I recorded some voice, and when I went to play it back, I found out that it was completely unusable. The whole way through the recording is filled with an awful glitchy cracking noise, that no amount of noise removal can get rid of without making the actual voice incomprehensible. I’m using Audacity 2.1.3, and have never had issues before. I’m using Windows 10, and was recording from a USB microphone plugged directly into the port.
I am not able to redo this recording. Is there any way I can salvage it?
It gets complicated. There is a FREE online book about optimizing you computer for audio called [u]Glitch Free[/u].
…Your computer is multitasking even if you’re running only one application. The digital audio data flows-into a buffer (like a holding tank) at a smooth-constant rate. When the operating system gets around to it, the data is written to your hard drive in a quick burst. If the buffer isn’t read in time you get buffer overflow and a glitch.
When you play-back it works the opposite way. The playback buffer is filled in a quick burst and the data flows-out at a smooth-constant rate. If the buffer isn’t re-filled in time you get buffer underflow and a glitch.
Note that you don’t have to be utilizing a lot of CPU time. Some application, driver, or process, just has to “hog” the CPU for a few milliseconds too long and you get a glitch.
I think it might be worse than it looks in waveform
It looks pretty bad in the waveform. The blue waves only show the top 25dB or so of the show sound out of about 96dB. In English, anything that appears on the timeline is going to be a significant percentage of the show.
The show is trash, but I’m more interested in the ratty voice. How was this shot and with what? Are you sitting in the back of an auditorium? It sounds like a bad phone recording past the obvious interference.
And No, I don’t think those are dropouts. Are you standing on a manufacturing floor or other heavy industry location? There are two different pitch buzzes in there. A different one starts up at about 2-1/2 seconds.
Oh, wait. I’m asleep. Cellphone. That’s classic cellphone negotiation and connection management. Were you holding a cellphone close to a consumer-grade USB microphone? It doesn’t matter if it says “Studio Professional Broadcast Microphone” on the box. If it cost much under about $100, it’s a home microphone and not shielded against radio interference.
Don’t record that way any more.
I would be turning my cellphone off. If you’re in an audience, it can be anybody near you, too.
Doesn’t have to be direct radiation into the microphone. That USB cable makes a dandy antenna. Are you using a standard USB cable about 6’ (2M) long? If you have a standard length cheap cable or an extended cable, those can more easily pick up trash from the air.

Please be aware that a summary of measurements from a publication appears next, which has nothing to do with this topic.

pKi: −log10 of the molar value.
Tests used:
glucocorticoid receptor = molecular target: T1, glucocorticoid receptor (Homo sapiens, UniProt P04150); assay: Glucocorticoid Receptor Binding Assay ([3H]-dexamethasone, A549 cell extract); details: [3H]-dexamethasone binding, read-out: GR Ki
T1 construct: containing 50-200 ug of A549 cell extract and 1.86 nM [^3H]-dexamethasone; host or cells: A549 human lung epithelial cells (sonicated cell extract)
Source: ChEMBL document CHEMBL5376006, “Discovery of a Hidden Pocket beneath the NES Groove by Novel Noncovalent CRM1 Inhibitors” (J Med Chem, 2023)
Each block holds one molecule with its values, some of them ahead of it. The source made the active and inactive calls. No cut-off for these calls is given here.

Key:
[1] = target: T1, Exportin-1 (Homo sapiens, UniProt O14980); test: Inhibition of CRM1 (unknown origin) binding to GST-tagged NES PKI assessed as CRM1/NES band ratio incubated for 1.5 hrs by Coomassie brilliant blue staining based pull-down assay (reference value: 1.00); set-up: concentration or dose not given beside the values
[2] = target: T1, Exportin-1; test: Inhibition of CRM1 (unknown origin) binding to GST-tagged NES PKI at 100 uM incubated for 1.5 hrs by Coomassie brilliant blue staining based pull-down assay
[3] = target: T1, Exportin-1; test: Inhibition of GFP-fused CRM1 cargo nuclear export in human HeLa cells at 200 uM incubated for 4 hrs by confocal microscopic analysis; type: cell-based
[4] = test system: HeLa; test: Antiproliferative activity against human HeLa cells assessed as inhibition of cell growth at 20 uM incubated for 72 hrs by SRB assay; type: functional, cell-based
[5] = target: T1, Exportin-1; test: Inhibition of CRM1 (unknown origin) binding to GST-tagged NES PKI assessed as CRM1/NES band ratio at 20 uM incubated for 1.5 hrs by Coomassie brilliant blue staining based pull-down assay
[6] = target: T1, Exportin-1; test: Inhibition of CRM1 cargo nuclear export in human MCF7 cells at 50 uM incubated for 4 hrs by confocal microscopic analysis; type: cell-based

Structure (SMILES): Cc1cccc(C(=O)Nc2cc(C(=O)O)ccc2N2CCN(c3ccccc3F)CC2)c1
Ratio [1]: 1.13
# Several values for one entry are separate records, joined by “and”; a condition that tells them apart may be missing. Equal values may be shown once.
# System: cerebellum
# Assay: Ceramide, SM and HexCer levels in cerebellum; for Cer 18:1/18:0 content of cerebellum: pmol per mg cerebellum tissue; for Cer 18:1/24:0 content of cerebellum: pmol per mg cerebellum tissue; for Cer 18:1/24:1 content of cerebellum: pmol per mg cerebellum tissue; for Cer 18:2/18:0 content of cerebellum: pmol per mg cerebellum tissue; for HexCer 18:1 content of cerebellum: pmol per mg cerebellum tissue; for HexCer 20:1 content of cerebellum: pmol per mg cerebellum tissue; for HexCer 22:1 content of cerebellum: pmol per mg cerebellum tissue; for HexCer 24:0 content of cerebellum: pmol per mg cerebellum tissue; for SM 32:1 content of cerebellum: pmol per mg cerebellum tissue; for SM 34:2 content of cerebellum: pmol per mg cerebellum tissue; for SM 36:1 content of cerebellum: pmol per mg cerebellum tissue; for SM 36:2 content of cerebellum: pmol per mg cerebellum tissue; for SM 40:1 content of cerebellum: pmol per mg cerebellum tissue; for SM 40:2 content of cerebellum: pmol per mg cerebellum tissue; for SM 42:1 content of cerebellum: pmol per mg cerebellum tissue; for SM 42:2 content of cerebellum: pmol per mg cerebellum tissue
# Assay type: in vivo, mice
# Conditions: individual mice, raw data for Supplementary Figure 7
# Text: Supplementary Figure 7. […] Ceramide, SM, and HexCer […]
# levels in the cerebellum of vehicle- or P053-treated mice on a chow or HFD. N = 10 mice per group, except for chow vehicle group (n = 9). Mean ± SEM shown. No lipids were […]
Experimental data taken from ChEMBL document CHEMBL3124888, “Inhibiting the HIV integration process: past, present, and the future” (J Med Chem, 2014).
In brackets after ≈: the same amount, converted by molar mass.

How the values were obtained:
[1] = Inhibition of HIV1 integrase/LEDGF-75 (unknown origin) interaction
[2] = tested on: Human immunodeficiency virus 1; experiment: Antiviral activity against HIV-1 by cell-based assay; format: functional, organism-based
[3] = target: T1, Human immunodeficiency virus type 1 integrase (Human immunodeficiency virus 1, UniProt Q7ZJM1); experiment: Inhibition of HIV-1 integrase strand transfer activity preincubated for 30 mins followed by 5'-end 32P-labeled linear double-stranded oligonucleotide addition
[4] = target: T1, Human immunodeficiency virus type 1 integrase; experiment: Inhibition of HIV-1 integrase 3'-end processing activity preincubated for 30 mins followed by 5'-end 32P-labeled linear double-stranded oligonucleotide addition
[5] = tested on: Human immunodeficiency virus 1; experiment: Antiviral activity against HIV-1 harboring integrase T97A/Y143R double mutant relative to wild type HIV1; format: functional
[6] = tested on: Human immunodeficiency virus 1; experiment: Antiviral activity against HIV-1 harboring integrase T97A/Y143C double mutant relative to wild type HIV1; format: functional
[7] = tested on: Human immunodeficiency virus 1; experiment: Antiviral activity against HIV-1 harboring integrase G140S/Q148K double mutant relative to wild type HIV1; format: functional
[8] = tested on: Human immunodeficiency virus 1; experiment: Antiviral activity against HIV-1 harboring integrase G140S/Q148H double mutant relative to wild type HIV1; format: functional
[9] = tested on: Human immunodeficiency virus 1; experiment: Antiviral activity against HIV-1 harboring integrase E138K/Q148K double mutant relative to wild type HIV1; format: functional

A lot of this is guesswork and we can go further when you post how you shot this.
Yes, I was holding a cell phone next to it. I have done it before, but the difference this time is that I was using cellular data instead of WiFi, which I guess caused the interference… I was recording an interview with someone over Skype. Lesson learned, I guess…
You don’t have to guess at it. Try it different ways as a test and see what happens. If you’re doing this interview stuff for real, you should know all the ways your recording system works and all the ways it fails. Start recording and announce as you go.
“This is my cellphone on cell service three feet away.”
You can also make Audacity feed your recording audio back to your headphones as you try different variations in real time. The sound will have an echo from computer delays, but you’re not recording the Boston Symphony Orchestra. You just want to know how close you can get a cellphone before your system drops dead. Try it on WiFi, too, to get the difference.
Once you know how to cause the damage whenever you want, try a shorter USB cable or just a different one. Some of the cheaper USB cables don’t have good shielding under the rubber cover.
Sometimes you can help stress situations by wrapping the microphone in aluminum foil except for the front. Check the sound doesn’t get screwed up if you do that, but check it ahead of time. Not by losing the next interview.
I’m assuming there’s no way to silence the interference?
That’s correct. It’s too loud and it has a lot of the same tones as a voice which is why Noise Reduction failed.
You can make it sound like a bad cellphone.
That’s taking the profile from that first clean segment. Drag-select that.
Effect > Noise Reduction > Profile > OK.
Then select the whole clip by clicking just right of the up arrow (on the left) and Effect > Noise Reduction > 18, 6, 6 > OK
You have to do custom noise reduction every time the phone changes gears, and to do that, he has to stop talking long enough to get the Noise Reduction Profile. I’m guessing he doesn’t.